LITTLE ROCK, Ark. (KTHV)- Some Arkansans could see upwards of $7.7 million in healthcare rebates.
It is part of the healthcare reform law, the Affordable Care Act, which holds health insurance companies accountable to consumers and ensures that families are reimbursed if a portion of premiums are not used for allowable expenditures.
"That's additional savings that we had based on expected cost. We were able to keep that in reserve for years in the future," said Dr. Cal Kellogg of Arkansas BlueCross BlueShield.
For the first time insurance companies must show how much premium dollars are spent on administration, such as salaries and marketing.
Preliminary reports indicate an estimated 115,000 Arkansans could see a refund up to $114 each.
"In Arkansas if you get a rebate it's going to range from $75 to $120," said Dr. Kellogg.
Some people, in some cases employers, could see money as soon as August 1.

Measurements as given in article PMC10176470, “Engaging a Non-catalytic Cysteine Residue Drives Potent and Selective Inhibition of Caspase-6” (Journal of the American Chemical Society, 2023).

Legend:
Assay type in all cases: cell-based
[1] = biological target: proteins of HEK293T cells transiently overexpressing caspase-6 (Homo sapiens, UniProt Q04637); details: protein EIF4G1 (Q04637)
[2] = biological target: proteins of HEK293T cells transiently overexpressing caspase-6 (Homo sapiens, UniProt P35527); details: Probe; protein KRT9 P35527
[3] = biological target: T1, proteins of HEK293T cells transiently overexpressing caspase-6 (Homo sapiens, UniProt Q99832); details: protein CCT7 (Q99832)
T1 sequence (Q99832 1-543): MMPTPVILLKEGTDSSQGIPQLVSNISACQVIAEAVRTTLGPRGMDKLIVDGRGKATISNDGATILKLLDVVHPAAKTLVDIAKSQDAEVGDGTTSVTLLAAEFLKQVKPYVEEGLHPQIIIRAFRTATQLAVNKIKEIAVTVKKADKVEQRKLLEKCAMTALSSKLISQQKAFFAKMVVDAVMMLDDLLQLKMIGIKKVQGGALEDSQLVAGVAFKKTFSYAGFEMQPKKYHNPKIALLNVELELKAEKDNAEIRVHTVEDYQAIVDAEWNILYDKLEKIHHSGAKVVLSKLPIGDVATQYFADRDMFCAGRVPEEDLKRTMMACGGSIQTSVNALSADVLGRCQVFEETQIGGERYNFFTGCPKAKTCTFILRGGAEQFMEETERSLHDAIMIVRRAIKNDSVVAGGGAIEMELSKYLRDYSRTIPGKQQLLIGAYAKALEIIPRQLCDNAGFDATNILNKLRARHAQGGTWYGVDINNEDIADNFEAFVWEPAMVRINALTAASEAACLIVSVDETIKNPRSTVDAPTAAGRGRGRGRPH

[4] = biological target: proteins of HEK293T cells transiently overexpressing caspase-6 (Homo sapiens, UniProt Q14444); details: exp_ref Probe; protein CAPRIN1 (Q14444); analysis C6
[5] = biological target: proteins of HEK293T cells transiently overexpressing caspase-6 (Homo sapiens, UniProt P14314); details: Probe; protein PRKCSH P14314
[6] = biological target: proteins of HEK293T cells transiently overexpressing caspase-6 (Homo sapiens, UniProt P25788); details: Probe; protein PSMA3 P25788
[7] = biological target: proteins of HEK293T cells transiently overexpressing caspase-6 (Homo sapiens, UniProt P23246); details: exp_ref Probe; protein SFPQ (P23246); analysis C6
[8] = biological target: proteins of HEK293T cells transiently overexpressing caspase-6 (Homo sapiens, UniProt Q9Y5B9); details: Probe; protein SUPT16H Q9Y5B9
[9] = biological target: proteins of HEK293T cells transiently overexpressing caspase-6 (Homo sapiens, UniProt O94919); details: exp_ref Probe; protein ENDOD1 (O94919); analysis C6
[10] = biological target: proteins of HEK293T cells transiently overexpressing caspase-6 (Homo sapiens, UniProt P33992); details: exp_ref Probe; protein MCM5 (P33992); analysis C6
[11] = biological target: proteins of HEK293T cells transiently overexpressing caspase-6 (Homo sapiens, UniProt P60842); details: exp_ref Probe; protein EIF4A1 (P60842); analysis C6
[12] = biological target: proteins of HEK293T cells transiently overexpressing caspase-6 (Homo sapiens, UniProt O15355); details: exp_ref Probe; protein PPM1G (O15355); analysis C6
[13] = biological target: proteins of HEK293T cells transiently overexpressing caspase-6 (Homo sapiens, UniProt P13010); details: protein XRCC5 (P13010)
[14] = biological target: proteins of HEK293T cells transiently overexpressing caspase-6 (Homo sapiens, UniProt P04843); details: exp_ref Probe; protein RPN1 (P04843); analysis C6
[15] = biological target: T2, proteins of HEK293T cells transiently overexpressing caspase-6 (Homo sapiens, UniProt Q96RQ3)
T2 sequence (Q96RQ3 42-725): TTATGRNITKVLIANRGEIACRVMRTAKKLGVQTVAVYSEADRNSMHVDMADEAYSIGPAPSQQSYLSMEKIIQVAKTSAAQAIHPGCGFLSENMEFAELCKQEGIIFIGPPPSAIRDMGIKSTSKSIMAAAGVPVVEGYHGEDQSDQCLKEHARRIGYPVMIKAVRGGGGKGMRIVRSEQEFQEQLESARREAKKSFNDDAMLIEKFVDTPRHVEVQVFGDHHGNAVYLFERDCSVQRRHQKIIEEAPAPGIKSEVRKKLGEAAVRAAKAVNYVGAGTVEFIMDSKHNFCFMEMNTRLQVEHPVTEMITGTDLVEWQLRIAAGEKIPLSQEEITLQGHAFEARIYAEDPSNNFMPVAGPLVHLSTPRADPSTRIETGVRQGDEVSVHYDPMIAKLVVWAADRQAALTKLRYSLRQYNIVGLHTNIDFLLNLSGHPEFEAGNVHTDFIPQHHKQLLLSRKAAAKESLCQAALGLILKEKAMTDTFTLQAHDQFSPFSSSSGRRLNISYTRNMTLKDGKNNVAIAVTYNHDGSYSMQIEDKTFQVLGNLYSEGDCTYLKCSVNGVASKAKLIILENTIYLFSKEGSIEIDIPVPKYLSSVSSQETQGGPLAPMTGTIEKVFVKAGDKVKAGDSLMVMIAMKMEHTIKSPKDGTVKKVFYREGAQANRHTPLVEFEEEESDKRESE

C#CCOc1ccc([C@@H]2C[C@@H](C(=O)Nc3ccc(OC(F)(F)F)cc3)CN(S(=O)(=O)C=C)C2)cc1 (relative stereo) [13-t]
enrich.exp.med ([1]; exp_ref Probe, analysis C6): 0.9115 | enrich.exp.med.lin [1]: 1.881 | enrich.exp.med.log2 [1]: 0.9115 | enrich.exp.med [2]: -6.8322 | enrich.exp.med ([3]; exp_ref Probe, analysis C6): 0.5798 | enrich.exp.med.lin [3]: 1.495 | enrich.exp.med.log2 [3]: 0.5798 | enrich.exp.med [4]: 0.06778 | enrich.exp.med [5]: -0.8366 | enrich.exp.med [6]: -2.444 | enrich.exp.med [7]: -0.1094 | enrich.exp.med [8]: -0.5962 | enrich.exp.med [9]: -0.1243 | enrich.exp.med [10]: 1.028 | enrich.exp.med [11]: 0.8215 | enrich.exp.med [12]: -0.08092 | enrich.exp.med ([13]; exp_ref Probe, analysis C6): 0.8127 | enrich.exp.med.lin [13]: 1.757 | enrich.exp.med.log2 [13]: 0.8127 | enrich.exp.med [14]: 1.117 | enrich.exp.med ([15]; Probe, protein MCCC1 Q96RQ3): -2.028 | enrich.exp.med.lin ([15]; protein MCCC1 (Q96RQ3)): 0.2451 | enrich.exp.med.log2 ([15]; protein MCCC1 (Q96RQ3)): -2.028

"If you raise my premium $2,000, I'm not going to celebrate because I get $80 back. I'd rather my premium never gone up," said Arkansas Republican Representative Tim Griffin.
It is all part of the Affordable Care Act. If an insurance provider spends less than 80 to 85 percent of your premiums on your medical care and quality the change will go back to you in one form or another. Either your company will pay you directly or use the money to improve your insurance.
"It will definitely make it harder for insurance companies to deal with the normal variation that occurs," said Dr. Kellogg
Dr. Kellogg said the measure will offer transparency to the consumer.
"Within a lot of people's minds insurance companies have a lot of waste and they spend too much money on advertising, administration and those types of things," said Dr. Kellogg.